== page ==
Stan is a someone that I really admire. He is a friend. I had a chance of meeting him back in 2008. His work, his life, everything that he has done, is kind of mind blowing. His work has the importance of Freud and Jung, but I think he is not recognized as yet for who he is. In The Way of the Psychonaut he is explaining his life, his journey and the base of all of his approach to everything transpersonal. And this book is a very very good introduction into his entire life, his importance for psychology in our world.

Passport to the Cosmos
by John E. Mack


John Mack is one of the most important people I have ever met. A couple of years after the death of my brother in 2001, I quit being a war correspondent and started investigating consciousness. One of the topics I was interested in was extraterrestrial life and UFOs. I am a skeptic. By a bizarre coincidence, I found one of John Mack’s books in a French library. The book was called Abduction. I was amazed to find that John was a professor of psychiatry at Harvard University who interested in people who claim to have been abducted by aliens.

After reading Abduction, I found out about Passport to the Cosmos. This book has a more spiritual approach to the abduction phenomena. I read Passport and I had the chance to travel to the US in September 2003 where I met John.  Spending a week with John in his house in Cambridge was one of the most transformative weeks of my life. Because of his work John and the ideas expressed in his book Passport, I changed my way of thinking. I suddenly realized it was possible in a rational world to be interested rationally in an extraordinary subject like alien abduction, and 

When facing an extraordinary experience like a near-death experience or alien abduction in our society, we have two positions: either we believe in it or we don’t believe. It’s as if we only have those two choices—is it true or not true? John helped me to find another way. We don’t need to decide if it’s real or not real. When you are a psychiatrist, and you have someone in your office who claims to have been abducted by aliens you are not there to decide if it’s real or not.  You are there to help this guy who is suffering get through this experience. By listening without judgment, you can enter the reality of extraordinary experiences. John Mack’s approach really changed my life because he offered me tools as a journalist to rationally work on what seem to be irrational phenomena.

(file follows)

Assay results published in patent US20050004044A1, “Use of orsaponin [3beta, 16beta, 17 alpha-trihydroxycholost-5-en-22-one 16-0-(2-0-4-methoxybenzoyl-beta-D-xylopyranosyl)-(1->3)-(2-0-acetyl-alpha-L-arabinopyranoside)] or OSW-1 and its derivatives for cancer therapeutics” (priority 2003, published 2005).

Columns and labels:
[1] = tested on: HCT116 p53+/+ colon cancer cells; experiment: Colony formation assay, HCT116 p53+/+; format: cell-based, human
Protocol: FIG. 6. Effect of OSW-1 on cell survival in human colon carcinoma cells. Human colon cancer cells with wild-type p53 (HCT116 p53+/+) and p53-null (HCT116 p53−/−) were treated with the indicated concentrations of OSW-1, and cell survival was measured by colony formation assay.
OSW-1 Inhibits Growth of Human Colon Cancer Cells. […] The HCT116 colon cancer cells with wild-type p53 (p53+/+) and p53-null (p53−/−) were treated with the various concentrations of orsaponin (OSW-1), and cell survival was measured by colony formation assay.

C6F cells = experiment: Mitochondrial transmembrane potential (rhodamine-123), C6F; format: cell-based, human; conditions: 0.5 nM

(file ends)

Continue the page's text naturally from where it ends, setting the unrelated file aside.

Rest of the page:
The Tibetan book of the Dead Edited by Graham Coleman with Thupten Jinpa by Terton Karma Lingpa

I mention this edition specifically because I found it in Dharamshala when I was working on the book, The Tibetan Book of the Dead.

The book is about the bardo dodal, which is a very hard to understand Buddhist text. It is supposed to be recited in front of the dead person to address his spirit and explain what is happening to him while he is entering into the bardo state of death.

This edition respects the original text. It is not a modern translation or modern interpretation of the text. It is the real text with a lot of side texts and complementary Buddhist text to explain the importance of the Tibetan Book of the Dead.

The book describes what is happening in the hours preceding death and the hours and the days after death. It is mind-blowing. It was written in the 8th century and then disappeared. It reappeared some centuries later in the middle of Tibet. When you think of its modernity, its accuracy and its richness regarding the dying process, one understands why this book is so important today. It is why palliative care units or those working on consciousness around death use it.

It’s very helpful to understand the different psychological realms you enter in death and where you go in altered states of consciousness that is death. It is a key book, and it can help when there is change in your life, changing house, changing job, and of course, death, which is the major change in a long and eternal life.